Have you ever heard people say "Not your keys, not your bitcoin"?

It means that if you are not in control of the private keys that allow your bitcoin to be spent, you are not in control of your own bitcoin. This is true for all digital currencies.

In this video, Andreas Antonopoulos, one of the world's top Bitcoin experts, makes the case for controlling your private keys:

Andreas Antonopoulos explains how to secure your bitcoin.

How do you know if you control your bitcoin private keys?

If you have a bitcoin wallet on your smartphone or a hardware wallet where you were asked to write down a 12 or 24-word seed phrase for backup, you are most likely in control of your private keys.

This is not true if those words were spied on by someone else sometime during or after their creation. If you're at all involved in crypto, the first thing you need to learn is to practice good cybersecurity.

Your seed phrase is used to generate the public and private keys that allow you to send and receive your digital currencies from one wallet to another. This holds the keys that control your bitcoin.

When are you *not* in control of your private keys?

While it might be a little strange to hear this from us, you should know that when you buy bitcoin on a platform like Shakepay, you are using a hosted wallet and are not in control of your digital currency’s private keys.

This allows you to conveniently buy/sell and send/receive digital currencies but it also means that you are trusting Shakepay to hold your private keys for you.

Rest assured, Shakepay implements the highest standard in security practices when handling customer crypto. The majority of customer digital currencies are held in an air-gapped cold storage system. Only a small portion of crypto is held in our online hot wallet, available for immediate cashouts.

Smart bitcoiners will tell you to be skeptical

In the past, many bitcoiners have lost their digital currencies in poorly managed platforms.

They will tell you to never any keep crypto on platforms where you do not control your private keys.

The absolute best practice for long-term storage or even the short-to-medium-term storage of any large amount of cryptocurrency is to only trust yourself and your own systems for securing your bitcoin.

Advice from the 1990s sci-fi TV show, "The X-Files". 

We encourage customers to keep their crypto in their own private wallets for maximum security

When storing your crypto on a platform, you are risking that someone else will gain access to your account with your username and password β€” information that can be hacked, stolen, and intercepted from your various computing devices.

Jennifer Leigh's excellent Cryptocurrency Security Guide.
"Be your own bank. Be your own security."

Bitcoin allows you to "be your own bank", but when you are a bank, you also have to think about the security needs of a bank: privacy, physical security, and information security.

It's scary to think about, but once crypto are lost in a decentralized network like Bitcoin, there is no central authority that can help to reverse a transaction.

To reduce the risks of someone stealing your bitcoin, Shakepay has built security features like our app PIN or biometrics lock, e-mail confirmations for cashouts, login notifications, and 2-Factor Authentication for all account logins.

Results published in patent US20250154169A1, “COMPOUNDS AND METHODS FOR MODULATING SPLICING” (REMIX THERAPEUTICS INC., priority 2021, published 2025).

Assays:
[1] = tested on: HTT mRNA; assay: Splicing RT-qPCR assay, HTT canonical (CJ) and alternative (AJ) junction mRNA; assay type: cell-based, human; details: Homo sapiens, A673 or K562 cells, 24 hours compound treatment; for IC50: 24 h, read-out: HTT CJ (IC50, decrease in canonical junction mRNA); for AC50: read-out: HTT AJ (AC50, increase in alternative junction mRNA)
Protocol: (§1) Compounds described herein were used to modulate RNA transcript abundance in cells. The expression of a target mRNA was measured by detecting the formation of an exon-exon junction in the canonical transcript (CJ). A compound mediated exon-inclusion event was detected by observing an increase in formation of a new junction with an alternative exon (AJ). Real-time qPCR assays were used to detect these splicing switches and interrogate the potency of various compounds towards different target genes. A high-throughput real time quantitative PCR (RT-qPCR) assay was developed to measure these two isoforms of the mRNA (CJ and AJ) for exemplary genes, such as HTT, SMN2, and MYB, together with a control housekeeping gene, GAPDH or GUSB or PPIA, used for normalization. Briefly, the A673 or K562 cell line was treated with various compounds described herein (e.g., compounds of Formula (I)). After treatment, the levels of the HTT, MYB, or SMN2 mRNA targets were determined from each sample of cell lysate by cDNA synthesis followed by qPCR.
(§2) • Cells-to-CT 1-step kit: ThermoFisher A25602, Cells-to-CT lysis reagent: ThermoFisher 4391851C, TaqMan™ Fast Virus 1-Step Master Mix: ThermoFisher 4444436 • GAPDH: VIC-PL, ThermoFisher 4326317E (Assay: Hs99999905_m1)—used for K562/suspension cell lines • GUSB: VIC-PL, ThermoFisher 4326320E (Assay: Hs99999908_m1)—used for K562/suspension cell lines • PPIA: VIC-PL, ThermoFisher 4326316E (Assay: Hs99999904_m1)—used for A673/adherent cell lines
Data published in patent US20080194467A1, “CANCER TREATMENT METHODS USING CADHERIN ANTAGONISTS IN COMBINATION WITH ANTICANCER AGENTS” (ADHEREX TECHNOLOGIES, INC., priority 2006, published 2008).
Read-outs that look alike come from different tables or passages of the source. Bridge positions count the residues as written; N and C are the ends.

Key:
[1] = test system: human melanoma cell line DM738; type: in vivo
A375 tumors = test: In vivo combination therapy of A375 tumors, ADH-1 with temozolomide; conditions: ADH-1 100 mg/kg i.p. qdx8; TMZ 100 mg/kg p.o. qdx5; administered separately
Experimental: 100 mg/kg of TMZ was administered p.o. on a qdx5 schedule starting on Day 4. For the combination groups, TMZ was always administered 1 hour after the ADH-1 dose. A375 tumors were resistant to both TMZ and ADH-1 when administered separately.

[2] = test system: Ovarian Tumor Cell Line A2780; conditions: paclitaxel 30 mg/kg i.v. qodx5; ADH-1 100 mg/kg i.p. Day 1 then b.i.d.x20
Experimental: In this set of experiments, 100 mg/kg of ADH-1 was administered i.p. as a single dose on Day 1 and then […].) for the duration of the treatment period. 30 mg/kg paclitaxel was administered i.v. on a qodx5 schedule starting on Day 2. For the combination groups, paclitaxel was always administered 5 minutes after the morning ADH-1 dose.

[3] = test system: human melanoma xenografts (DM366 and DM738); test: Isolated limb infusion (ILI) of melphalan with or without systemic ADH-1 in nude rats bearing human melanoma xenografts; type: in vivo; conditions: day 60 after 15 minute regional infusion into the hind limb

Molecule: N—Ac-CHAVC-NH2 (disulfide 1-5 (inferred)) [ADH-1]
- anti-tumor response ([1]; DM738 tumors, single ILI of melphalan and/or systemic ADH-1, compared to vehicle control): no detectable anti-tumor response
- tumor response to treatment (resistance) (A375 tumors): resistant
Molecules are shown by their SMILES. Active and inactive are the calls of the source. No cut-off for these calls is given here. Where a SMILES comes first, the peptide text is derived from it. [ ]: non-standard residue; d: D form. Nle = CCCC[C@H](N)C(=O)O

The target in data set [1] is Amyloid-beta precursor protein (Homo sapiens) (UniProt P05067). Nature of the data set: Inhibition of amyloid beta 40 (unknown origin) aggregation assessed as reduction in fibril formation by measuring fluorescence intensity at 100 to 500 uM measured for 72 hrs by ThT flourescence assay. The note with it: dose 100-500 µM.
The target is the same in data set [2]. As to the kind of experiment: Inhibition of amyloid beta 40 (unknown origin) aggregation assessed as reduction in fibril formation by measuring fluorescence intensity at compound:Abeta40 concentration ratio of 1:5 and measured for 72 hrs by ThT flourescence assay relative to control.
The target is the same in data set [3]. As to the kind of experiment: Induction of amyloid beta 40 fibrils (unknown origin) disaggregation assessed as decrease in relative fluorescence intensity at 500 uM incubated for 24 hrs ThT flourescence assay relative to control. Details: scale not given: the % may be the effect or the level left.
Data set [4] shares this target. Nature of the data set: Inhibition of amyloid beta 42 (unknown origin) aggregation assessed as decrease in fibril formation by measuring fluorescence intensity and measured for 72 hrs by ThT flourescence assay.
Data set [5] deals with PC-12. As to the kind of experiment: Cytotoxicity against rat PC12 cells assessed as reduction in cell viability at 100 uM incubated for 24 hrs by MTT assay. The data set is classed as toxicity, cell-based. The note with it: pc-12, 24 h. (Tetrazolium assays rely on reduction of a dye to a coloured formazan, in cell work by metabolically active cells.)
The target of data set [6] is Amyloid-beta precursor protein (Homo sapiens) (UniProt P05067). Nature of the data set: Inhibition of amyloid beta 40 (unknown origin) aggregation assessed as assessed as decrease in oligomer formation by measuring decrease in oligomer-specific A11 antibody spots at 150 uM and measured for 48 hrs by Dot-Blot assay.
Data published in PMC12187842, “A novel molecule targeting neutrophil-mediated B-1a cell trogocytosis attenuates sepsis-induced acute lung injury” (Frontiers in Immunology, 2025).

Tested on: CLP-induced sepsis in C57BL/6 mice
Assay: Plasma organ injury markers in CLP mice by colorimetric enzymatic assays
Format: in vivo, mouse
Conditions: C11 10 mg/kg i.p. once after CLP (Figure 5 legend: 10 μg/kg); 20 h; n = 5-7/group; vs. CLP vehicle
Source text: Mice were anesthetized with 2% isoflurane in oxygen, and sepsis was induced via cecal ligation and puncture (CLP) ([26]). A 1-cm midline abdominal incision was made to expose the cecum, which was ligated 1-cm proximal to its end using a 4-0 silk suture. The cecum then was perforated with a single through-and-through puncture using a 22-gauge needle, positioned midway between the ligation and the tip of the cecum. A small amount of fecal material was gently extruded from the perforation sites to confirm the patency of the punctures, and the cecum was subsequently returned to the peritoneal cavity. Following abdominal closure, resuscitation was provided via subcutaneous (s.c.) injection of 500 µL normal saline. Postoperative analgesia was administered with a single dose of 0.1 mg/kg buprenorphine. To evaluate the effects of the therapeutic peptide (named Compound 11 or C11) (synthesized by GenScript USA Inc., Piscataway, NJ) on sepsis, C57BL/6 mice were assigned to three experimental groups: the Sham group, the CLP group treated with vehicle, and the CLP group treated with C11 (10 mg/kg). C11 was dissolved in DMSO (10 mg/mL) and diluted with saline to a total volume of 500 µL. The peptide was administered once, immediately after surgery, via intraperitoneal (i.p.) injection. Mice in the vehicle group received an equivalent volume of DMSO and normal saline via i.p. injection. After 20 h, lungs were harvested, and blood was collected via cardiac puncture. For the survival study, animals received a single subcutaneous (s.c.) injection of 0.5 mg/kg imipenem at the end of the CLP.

Shakepay offers e-mail confirmations and PIN codes to reduce the chance of unauthorized cashouts.

You'll have to keep your account password safe, protect your phone in the physical world, and lock down your e-mail for maximum protection (including making e-mail password resets very difficult for hackers).

Our recommendations

Invest in a hardware wallet for long-term storage

A hardware wallet is a special type of crypto wallet in the form of a mini-computer that broadcasts a signed transaction to your personal computer.

It generates and stores your private keys on its own secure chip in such a way where they will never be exposed to your computer or the internet from the device.

This means that your computer can be completely infected with viruses and hackers should still not be able to access your private keys.

There are three hardware wallet manufacturers that we can recommend:

1) Ledger wallets

Ledger hardware wallets, particularly their Ledger Nano S.

2) Trezor wallets

TREZOR hardware wallets, particularly the TREZOR ONE or TREZOR MODEL T.

3) Coinkite Coldcard wallets

The Coinkite Coldcard hardware wallet β€” recommended for advanced Bitcoiners and tinkerers alike.

Securing your hardware wallet

Your hardware wallet will ask you to write down your seed words for backup. These should be stored securely where others won't be able to find or access them.

Warning: We recommend that you always buy hardware wallets directly from the manufacturer's website so that you don't receive a wallet with a pre-generated seed.

Ledger has made this handy guide on how to check that your device is genuine.

Always make sure your wallet asks you to generate your own 12 or 24-word seed when you receive it, and don't trust any device that comes with a pre-generated seed.

You should also never enter your recovery seed on any device connected to the internet (your computer, a phone, or any kind of cloud service) or it could be intercepted by a hacker.

For maximum security, don't keep a large amount of digital currency in a hosted wallet belong to a digital currency platform.

There is definitely a convenience factor to keeping digital currencies in a hosted wallet.

You might want them there for making quick sales, or sending and receiving digital currencies with friends, like with our peer-to-peer transfers in Shakepay.

Still, we always recommend that our customers learn how to control their bitcoins by learning how to properly control their private keys.

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